In Cusco, never say maybe later to someone selling you something in the street, somehow they will always find you later. ( Cusco view)


Pisco ( pure grape brandy) is the national drink of Peru. There are Pisco Sours , Piscopolitans and Piscotinis.

Walking a short distance, from where the bus drops you in Ollytambo, to the train to Cuzco ( due to construction and flooding) is still shorter than changing gates at any major airport.

The potato, tomato, lima bean and avocado come from Peru. (Get it – lima-Lima?)

The Peruvian national Anthem ”El Condor Pasa” sounds a lot like Paul Simon’s “Id Rather Be A Hammer Than a Nail. “  At first I thought, these Peruvians must  love Paul Simon. Hopefully, he gave them some money. Guess what song he is playing?


Peru is the world’s second-largest producer of cocaine. (yes, Columbia has retained its number one status)

Peruvian corn has the biggest kernels in the world.


Llamas have the right of way at Machu Picchu, should you be on a narrow road and meet one.  From far away, it is hard to tell the difference between an alpaca, a vicuna and a llama.  It is easier to tell by the feel of the sweaters.



The Peruvian root Magra is what they make Viagra from.

Like their grandmothers, the Quechua women of Chinchero weave textiles. They have formed the Chinchero Textile Center. Dressed in their native clothes, they spin, thread, weave and dye with natural dyes.  They are prepared using wild plants, to color the wool. The red is from cochineal and the green  is chilca or ragwort, with drops of lemon for a more intense color.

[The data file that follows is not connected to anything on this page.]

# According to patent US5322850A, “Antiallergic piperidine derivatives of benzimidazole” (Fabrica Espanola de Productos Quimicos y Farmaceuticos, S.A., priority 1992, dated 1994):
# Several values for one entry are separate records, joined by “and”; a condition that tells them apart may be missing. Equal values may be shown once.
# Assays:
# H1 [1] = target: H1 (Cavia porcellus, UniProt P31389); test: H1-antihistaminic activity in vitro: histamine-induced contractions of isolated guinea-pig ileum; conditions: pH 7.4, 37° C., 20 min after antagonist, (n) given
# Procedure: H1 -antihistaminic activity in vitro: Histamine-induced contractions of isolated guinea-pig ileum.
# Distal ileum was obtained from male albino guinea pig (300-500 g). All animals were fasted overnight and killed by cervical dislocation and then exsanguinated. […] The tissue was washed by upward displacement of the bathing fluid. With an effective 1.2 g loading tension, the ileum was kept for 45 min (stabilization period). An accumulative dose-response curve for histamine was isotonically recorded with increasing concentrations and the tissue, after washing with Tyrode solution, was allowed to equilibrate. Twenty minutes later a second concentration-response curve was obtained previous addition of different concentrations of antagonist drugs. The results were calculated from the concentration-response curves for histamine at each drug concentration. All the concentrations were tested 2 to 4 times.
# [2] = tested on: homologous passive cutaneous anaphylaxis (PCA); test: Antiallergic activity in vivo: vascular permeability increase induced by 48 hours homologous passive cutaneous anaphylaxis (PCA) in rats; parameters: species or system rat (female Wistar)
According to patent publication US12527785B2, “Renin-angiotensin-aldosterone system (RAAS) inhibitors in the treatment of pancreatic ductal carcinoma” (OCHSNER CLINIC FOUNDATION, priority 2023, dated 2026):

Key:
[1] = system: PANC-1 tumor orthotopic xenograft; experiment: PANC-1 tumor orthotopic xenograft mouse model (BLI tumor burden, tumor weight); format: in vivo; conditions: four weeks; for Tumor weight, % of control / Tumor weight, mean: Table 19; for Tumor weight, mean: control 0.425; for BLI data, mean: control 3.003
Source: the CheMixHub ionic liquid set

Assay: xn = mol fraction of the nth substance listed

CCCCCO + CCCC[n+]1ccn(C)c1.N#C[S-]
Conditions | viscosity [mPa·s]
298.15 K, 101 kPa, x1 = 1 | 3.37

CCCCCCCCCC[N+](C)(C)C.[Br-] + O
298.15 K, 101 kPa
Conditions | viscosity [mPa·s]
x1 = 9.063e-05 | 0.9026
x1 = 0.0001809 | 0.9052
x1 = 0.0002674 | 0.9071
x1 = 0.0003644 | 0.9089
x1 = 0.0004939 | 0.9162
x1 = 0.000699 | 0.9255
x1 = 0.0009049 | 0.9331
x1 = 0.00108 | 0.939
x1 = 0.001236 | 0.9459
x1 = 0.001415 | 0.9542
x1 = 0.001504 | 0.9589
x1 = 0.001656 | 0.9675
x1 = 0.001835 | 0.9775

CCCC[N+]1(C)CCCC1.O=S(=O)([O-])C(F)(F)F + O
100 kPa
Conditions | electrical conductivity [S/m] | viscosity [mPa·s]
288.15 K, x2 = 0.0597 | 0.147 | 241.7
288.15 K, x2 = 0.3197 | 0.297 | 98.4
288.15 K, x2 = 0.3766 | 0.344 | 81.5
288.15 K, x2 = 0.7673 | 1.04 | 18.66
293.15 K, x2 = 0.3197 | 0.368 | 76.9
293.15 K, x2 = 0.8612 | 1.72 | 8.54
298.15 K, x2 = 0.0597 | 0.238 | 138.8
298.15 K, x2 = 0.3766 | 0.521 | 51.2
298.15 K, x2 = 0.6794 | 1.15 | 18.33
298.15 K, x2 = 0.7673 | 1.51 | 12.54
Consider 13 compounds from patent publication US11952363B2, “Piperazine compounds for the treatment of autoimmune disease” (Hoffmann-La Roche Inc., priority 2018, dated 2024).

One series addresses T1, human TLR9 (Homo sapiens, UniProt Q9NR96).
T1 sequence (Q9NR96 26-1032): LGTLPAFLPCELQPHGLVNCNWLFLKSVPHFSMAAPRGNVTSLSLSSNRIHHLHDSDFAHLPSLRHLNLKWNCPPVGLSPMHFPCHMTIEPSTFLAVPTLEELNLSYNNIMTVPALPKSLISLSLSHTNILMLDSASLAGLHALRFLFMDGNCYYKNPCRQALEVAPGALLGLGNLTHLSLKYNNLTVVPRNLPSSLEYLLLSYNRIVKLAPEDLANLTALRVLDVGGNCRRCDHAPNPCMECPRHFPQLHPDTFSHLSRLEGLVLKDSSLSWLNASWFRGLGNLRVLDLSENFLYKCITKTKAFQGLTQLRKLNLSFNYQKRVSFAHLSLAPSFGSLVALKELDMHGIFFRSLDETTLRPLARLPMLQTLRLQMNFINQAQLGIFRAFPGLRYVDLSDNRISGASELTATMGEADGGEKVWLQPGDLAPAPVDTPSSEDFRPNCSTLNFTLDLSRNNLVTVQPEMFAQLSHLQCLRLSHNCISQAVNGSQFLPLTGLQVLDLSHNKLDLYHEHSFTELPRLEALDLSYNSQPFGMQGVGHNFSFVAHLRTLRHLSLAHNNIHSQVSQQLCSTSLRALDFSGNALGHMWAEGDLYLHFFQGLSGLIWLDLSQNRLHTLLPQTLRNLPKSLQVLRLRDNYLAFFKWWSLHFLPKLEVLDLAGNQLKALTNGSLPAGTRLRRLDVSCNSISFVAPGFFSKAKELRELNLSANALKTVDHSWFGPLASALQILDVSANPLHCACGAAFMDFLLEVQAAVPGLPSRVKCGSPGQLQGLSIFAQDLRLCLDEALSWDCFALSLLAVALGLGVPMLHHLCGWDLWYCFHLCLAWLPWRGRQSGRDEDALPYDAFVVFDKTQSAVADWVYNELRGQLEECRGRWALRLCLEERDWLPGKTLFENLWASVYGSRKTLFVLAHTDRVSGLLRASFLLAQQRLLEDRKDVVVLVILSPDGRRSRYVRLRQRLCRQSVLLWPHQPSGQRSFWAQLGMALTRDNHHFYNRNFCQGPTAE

The Cuzco School Of Art is a series of religious paintings.  The Spaniards taught the Inca artists how to paint their icons in the style of Flemish and Gothic masters.   There are no names on the paintings and though the subject  is Christianity, the Indians have managed to put in many hidden symbols from their own culture. They moved from the traditional style and added their own interpretation.  The best pieces are in the Cuzco  Cathedral.


The magic of the Andes is that every time you turn around, the colors are different. (yes its the picture at the top of my page)

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If you want to learn about the  Incas, it is another blog.

Things i have Learned from the Incas In Peru

Viajen con cuidado,